Freyja Bardell and Brian Howe are hardly the first artists to show an interest in the Los Angeles River, but they are certainly part of a new generation that is more convinced than ever of its potential.
Bardell and Howe have been working together for the past decade and have started executing guerrilla-style living sculptures in the river, a project they call the River Liver Series. “If there is a way of communicating environmental issues within the artwork, I like to investigate that,” Bardell says.
Both Bardell and Howe are L.A. transplants, one by way of rural England and the other from farm country in Arkansas. Their backgrounds include environmental sciences, architecture and philosophy.
“We can have days of heated discussions about a concept,” Bardell says. “It’s not like we both agree. We are often in disagreement, and through that process we come to something that we both can creatively hold on to.”
They collectively go by “Greenmeme” and are informed by an arts community that includes a broad spectrum of Angelenos. “As harsh as this city can seem to some people, I feel like it’s also incredibly supportive,” Howe says in the sun-soaked living room of his and Bardell’s Cypress Park studio. He says he’s inspired by “the talents of all of the people around you to pull off amazing things no matter what they are” and is encouraged by “amazing shops that get things fabricated in a week — you can’t do that anywhere else.”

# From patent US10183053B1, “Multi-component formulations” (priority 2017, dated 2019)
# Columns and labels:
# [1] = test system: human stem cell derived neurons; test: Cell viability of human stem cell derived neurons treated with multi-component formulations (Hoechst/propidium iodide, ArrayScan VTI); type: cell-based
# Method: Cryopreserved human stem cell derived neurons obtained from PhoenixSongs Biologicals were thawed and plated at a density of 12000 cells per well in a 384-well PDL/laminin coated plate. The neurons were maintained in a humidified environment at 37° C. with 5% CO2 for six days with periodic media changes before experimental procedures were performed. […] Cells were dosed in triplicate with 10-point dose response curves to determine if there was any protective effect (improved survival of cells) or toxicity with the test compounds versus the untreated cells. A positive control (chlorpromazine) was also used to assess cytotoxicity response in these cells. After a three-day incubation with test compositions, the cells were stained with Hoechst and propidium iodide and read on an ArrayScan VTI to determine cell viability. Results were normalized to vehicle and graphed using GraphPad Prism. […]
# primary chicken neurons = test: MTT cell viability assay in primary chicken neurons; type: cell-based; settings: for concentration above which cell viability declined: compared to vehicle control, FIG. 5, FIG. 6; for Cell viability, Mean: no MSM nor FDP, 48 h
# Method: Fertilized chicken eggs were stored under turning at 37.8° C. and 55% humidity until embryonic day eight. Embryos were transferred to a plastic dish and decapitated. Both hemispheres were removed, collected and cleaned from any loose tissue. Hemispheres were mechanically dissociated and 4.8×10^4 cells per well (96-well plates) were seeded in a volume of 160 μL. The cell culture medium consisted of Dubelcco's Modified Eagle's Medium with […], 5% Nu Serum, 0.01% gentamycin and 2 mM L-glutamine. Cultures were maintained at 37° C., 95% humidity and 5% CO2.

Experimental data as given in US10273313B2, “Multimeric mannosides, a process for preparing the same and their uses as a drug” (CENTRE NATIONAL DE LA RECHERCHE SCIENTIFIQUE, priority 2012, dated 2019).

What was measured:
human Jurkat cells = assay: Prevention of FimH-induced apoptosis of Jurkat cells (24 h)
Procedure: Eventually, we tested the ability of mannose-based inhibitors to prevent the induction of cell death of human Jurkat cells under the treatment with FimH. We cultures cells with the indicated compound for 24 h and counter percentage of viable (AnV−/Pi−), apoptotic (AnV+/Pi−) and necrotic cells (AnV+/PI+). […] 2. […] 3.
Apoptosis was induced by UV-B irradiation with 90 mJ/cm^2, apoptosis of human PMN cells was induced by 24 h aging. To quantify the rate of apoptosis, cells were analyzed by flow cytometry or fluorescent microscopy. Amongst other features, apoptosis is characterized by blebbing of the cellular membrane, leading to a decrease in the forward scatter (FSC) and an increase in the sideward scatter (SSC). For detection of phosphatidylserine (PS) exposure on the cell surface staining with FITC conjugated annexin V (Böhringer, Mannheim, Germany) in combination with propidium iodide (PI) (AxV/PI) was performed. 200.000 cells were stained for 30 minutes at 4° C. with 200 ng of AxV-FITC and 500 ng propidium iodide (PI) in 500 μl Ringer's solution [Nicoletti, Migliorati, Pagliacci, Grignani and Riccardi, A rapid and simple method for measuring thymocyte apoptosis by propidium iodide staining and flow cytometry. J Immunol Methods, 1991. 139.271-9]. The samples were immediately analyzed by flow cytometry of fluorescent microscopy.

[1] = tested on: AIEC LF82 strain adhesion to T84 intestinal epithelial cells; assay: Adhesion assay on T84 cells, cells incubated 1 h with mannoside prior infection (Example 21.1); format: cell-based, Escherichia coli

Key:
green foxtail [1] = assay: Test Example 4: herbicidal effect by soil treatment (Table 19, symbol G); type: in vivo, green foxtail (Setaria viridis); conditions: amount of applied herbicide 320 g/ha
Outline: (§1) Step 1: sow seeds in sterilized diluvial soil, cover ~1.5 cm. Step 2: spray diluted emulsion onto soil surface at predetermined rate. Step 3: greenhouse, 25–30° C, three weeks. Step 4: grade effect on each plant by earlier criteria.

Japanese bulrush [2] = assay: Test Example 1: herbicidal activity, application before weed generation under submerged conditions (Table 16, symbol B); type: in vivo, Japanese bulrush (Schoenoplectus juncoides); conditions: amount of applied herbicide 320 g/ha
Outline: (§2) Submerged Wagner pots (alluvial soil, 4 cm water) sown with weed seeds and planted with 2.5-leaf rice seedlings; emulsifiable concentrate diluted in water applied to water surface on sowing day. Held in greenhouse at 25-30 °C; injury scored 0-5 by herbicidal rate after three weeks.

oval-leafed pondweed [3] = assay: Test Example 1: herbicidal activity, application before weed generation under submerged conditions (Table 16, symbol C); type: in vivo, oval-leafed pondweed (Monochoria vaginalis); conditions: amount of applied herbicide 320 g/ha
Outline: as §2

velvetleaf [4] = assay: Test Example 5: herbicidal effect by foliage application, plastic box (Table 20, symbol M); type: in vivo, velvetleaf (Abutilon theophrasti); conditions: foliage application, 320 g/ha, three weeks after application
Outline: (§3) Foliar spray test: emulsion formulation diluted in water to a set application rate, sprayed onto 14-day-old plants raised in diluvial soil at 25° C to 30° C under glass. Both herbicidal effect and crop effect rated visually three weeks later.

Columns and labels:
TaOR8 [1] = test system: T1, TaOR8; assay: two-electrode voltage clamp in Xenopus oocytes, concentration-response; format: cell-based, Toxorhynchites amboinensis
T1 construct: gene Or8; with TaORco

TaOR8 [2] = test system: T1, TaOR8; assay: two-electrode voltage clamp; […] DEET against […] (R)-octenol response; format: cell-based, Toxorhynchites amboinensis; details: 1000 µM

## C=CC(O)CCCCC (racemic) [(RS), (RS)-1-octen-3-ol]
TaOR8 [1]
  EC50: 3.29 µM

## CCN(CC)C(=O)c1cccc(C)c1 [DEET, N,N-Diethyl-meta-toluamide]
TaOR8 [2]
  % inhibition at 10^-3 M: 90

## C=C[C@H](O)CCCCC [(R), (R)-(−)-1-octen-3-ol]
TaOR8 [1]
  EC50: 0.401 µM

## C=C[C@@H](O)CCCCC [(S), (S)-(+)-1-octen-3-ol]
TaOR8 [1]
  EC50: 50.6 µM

The pair credits much of Greenmeme’s success to the Los Angeles Department of Cultural Affairs, which helps make art more accessible to all people in the community. “We’re not really gallery people,” Bardell says. “Our work is out in the environment. It’s like land art.”
If you like this story, consider signing up for our email newsletters.
SHOW ME HOW
The Riverside Drive bridge over the river is the future home of their most anticipated L.A. project, which has been eight years in the making and is set to be competed this year: a roundabout that will include landscape and water-filtration elements, as well as three-dimensional sculptures of randomly selected residents of Elysian Valley. The stone for the sculptures is being quarried just outside of Yosemite, and the sculptures will serve as both gateway guardians to the community and a time-stamp of the neighborhood’s demographics.
“One of the things that keeps us here is how exciting we think the next 10 years is going to be,” Howe says of L.A. “When they actually do this river revitalization, it’s going to be L.A.’s Central Park. Culturally, I think it’s the spot to be on the West Coast.”